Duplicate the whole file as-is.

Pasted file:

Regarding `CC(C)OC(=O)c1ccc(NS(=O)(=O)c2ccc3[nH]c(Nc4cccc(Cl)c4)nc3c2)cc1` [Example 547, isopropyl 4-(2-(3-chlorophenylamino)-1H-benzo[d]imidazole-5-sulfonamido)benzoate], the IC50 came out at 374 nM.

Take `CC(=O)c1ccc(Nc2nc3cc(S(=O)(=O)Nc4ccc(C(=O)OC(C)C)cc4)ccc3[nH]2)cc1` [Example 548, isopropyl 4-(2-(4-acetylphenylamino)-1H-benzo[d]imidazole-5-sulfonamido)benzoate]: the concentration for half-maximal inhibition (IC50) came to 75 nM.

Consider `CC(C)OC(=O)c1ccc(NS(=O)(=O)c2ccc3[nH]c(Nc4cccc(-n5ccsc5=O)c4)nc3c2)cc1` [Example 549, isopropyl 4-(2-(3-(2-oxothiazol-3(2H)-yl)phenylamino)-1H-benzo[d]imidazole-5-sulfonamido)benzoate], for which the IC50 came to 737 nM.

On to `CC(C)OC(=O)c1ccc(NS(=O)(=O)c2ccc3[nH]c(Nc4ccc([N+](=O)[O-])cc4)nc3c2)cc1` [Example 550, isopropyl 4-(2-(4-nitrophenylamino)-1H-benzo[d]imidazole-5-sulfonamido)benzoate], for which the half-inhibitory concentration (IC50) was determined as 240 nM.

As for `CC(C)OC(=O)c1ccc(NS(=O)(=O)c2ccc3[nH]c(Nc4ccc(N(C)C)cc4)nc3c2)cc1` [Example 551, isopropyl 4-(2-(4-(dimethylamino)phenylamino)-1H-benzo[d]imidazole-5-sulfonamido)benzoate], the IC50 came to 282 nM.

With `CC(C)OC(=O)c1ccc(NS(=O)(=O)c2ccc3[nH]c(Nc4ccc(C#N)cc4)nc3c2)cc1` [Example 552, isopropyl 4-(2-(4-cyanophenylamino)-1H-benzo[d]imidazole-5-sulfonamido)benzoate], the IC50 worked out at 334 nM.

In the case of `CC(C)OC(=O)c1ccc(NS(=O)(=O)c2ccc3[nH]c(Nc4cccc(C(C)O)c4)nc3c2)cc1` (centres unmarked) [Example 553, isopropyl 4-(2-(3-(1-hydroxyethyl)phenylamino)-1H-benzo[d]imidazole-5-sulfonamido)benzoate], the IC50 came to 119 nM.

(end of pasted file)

Regarding `CC(C)OC(=O)c1ccc(NS(=O)(=O)c2ccc3[nH]c(Nc4cccc(Cl)c4)nc3c2)cc1` [Example 547, isopropyl 4-(2-(3-chlorophenylamino)-1H-benzo[d]imidazole-5-sulfonamido)benzoate], the IC50 came out at 374 nM.

Take `CC(=O)c1ccc(Nc2nc3cc(S(=O)(=O)Nc4ccc(C(=O)OC(C)C)cc4)ccc3[nH]2)cc1` [Example 548, isopropyl 4-(2-(4-acetylphenylamino)-1H-benzo[d]imidazole-5-sulfonamido)benzoate]: the concentration for half-maximal inhibition (IC50) came to 75 nM.

Consider `CC(C)OC(=O)c1ccc(NS(=O)(=O)c2ccc3[nH]c(Nc4cccc(-n5ccsc5=O)c4)nc3c2)cc1` [Example 549, isopropyl 4-(2-(3-(2-oxothiazol-3(2H)-yl)phenylamino)-1H-benzo[d]imidazole-5-sulfonamido)benzoate], for which the IC50 came to 737 nM.

On to `CC(C)OC(=O)c1ccc(NS(=O)(=O)c2ccc3[nH]c(Nc4ccc([N+](=O)[O-])cc4)nc3c2)cc1` [Example 550, isopropyl 4-(2-(4-nitrophenylamino)-1H-benzo[d]imidazole-5-sulfonamido)benzoate], for which the half-inhibitory concentration (IC50) was determined as 240 nM.

As for `CC(C)OC(=O)c1ccc(NS(=O)(=O)c2ccc3[nH]c(Nc4ccc(N(C)C)cc4)nc3c2)cc1` [Example 551, isopropyl 4-(2-(4-(dimethylamino)phenylamino)-1H-benzo[d]imidazole-5-sulfonamido)benzoate], the IC50 came to 282 nM.

With `CC(C)OC(=O)c1ccc(NS(=O)(=O)c2ccc3[nH]c(Nc4ccc(C#N)cc4)nc3c2)cc1` [Example 552, isopropyl 4-(2-(4-cyanophenylamino)-1H-benzo[d]imidazole-5-sulfonamido)benzoate], the IC50 worked out at 334 nM.

In the case of `CC(C)OC(=O)c1ccc(NS(=O)(=O)c2ccc3[nH]c(Nc4cccc(C(C)O)c4)nc3c2)cc1` (centres unmarked) [Example 553, isopropyl 4-(2-(3-(1-hydroxyethyl)phenylamino)-1H-benzo[d]imidazole-5-sulfonamido)benzoate], the IC50 came to 119 nM.